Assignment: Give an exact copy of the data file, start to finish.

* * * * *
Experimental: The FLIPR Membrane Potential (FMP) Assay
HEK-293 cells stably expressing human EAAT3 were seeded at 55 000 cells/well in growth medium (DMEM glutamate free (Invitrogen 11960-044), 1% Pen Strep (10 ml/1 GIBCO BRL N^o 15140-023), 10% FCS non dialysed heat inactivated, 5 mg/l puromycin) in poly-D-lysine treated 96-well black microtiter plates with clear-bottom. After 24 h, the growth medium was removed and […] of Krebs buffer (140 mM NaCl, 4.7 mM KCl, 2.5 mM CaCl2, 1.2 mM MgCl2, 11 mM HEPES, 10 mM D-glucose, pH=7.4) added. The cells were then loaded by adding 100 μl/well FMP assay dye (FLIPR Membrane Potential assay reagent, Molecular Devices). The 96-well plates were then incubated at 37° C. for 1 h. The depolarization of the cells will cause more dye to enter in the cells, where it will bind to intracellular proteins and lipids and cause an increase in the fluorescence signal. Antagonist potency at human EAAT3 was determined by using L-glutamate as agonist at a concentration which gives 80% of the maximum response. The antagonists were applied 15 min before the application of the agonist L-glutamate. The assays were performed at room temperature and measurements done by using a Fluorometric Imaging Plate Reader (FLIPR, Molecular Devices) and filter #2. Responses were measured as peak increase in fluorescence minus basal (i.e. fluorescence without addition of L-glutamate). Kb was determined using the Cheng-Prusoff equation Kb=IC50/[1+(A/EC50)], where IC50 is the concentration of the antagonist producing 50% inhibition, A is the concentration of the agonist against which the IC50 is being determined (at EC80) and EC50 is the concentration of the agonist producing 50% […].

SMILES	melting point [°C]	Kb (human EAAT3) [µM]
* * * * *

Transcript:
Experimental: The FLIPR Membrane Potential (FMP) Assay
HEK-293 cells stably expressing human EAAT3 were seeded at 55 000 cells/well in growth medium (DMEM glutamate free (Invitrogen 11960-044), 1% Pen Strep (10 ml/1 GIBCO BRL N^o 15140-023), 10% FCS non dialysed heat inactivated, 5 mg/l puromycin) in poly-D-lysine treated 96-well black microtiter plates with clear-bottom. After 24 h, the growth medium was removed and […] of Krebs buffer (140 mM NaCl, 4.7 mM KCl, 2.5 mM CaCl2, 1.2 mM MgCl2, 11 mM HEPES, 10 mM D-glucose, pH=7.4) added. The cells were then loaded by adding 100 μl/well FMP assay dye (FLIPR Membrane Potential assay reagent, Molecular Devices). The 96-well plates were then incubated at 37° C. for 1 h. The depolarization of the cells will cause more dye to enter in the cells, where it will bind to intracellular proteins and lipids and cause an increase in the fluorescence signal. Antagonist potency at human EAAT3 was determined by using L-glutamate as agonist at a concentration which gives 80% of the maximum response. The antagonists were applied 15 min before the application of the agonist L-glutamate. The assays were performed at room temperature and measurements done by using a Fluorometric Imaging Plate Reader (FLIPR, Molecular Devices) and filter #2. Responses were measured as peak increase in fluorescence minus basal (i.e. fluorescence without addition of L-glutamate). Kb was determined using the Cheng-Prusoff equation Kb=IC50/[1+(A/EC50)], where IC50 is the concentration of the antagonist producing 50% inhibition, A is the concentration of the agonist against which the IC50 is being determined (at EC80) and EC50 is the concentration of the agonist producing 50% […].

SMILES	melting point [°C]	Kb (human EAAT3) [µM]